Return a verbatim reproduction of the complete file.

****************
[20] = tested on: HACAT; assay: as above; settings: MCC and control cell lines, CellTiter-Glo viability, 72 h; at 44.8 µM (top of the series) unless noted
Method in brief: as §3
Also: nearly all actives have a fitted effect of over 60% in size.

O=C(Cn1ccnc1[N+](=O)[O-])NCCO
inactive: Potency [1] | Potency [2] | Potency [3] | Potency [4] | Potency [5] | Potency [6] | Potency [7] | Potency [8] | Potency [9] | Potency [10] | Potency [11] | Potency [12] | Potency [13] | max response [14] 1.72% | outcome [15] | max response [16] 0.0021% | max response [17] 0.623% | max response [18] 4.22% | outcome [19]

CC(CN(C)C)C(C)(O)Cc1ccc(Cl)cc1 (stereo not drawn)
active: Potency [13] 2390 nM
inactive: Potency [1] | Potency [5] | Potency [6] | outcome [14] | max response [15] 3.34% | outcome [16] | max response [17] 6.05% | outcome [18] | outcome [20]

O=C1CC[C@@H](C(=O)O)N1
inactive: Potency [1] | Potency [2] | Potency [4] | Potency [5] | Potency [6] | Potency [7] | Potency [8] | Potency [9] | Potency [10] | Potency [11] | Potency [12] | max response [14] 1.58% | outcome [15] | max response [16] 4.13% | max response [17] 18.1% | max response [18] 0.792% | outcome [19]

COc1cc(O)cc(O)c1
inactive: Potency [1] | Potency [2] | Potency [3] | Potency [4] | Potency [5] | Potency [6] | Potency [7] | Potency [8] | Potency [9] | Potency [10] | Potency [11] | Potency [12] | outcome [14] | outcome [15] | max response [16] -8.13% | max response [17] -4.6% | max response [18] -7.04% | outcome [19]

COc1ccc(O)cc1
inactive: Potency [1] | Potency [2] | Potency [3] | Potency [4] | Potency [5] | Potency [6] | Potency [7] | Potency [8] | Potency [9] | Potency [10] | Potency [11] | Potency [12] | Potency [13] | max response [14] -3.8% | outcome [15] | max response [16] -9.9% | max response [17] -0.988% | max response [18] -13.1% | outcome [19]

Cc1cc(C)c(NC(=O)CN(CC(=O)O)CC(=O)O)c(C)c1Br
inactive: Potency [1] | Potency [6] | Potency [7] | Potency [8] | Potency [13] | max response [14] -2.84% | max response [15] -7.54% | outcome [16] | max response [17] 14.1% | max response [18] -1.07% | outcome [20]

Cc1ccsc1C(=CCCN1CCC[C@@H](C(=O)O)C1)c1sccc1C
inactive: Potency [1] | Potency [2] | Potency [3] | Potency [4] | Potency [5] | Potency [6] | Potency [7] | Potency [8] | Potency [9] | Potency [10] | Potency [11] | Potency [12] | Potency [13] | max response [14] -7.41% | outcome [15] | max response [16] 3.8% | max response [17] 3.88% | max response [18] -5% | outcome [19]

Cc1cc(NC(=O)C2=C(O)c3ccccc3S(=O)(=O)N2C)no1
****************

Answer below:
[20] = tested on: HACAT; assay: as above; settings: MCC and control cell lines, CellTiter-Glo viability, 72 h; at 44.8 µM (top of the series) unless noted
Method in brief: as §3
Also: nearly all actives have a fitted effect of over 60% in size.

O=C(Cn1ccnc1[N+](=O)[O-])NCCO
inactive: Potency [1] | Potency [2] | Potency [3] | Potency [4] | Potency [5] | Potency [6] | Potency [7] | Potency [8] | Potency [9] | Potency [10] | Potency [11] | Potency [12] | Potency [13] | max response [14] 1.72% | outcome [15] | max response [16] 0.0021% | max response [17] 0.623% | max response [18] 4.22% | outcome [19]

CC(CN(C)C)C(C)(O)Cc1ccc(Cl)cc1 (stereo not drawn)
active: Potency [13] 2390 nM
inactive: Potency [1] | Potency [5] | Potency [6] | outcome [14] | max response [15] 3.34% | outcome [16] | max response [17] 6.05% | outcome [18] | outcome [20]

O=C1CC[C@@H](C(=O)O)N1
inactive: Potency [1] | Potency [2] | Potency [4] | Potency [5] | Potency [6] | Potency [7] | Potency [8] | Potency [9] | Potency [10] | Potency [11] | Potency [12] | max response [14] 1.58% | outcome [15] | max response [16] 4.13% | max response [17] 18.1% | max response [18] 0.792% | outcome [19]

COc1cc(O)cc(O)c1
inactive: Potency [1] | Potency [2] | Potency [3] | Potency [4] | Potency [5] | Potency [6] | Potency [7] | Potency [8] | Potency [9] | Potency [10] | Potency [11] | Potency [12] | outcome [14] | outcome [15] | max response [16] -8.13% | max response [17] -4.6% | max response [18] -7.04% | outcome [19]

COc1ccc(O)cc1
inactive: Potency [1] | Potency [2] | Potency [3] | Potency [4] | Potency [5] | Potency [6] | Potency [7] | Potency [8] | Potency [9] | Potency [10] | Potency [11] | Potency [12] | Potency [13] | max response [14] -3.8% | outcome [15] | max response [16] -9.9% | max response [17] -0.988% | max response [18] -13.1% | outcome [19]

Cc1cc(C)c(NC(=O)CN(CC(=O)O)CC(=O)O)c(C)c1Br
inactive: Potency [1] | Potency [6] | Potency [7] | Potency [8] | Potency [13] | max response [14] -2.84% | max response [15] -7.54% | outcome [16] | max response [17] 14.1% | max response [18] -1.07% | outcome [20]

Cc1ccsc1C(=CCCN1CCC[C@@H](C(=O)O)C1)c1sccc1C
inactive: Potency [1] | Potency [2] | Potency [3] | Potency [4] | Potency [5] | Potency [6] | Potency [7] | Potency [8] | Potency [9] | Potency [10] | Potency [11] | Potency [12] | Potency [13] | max response [14] -7.41% | outcome [15] | max response [16] 3.8% | max response [17] 3.88% | max response [18] -5% | outcome [19]

Cc1cc(NC(=O)C2=C(O)c3ccccc3S(=O)(=O)N2C)no1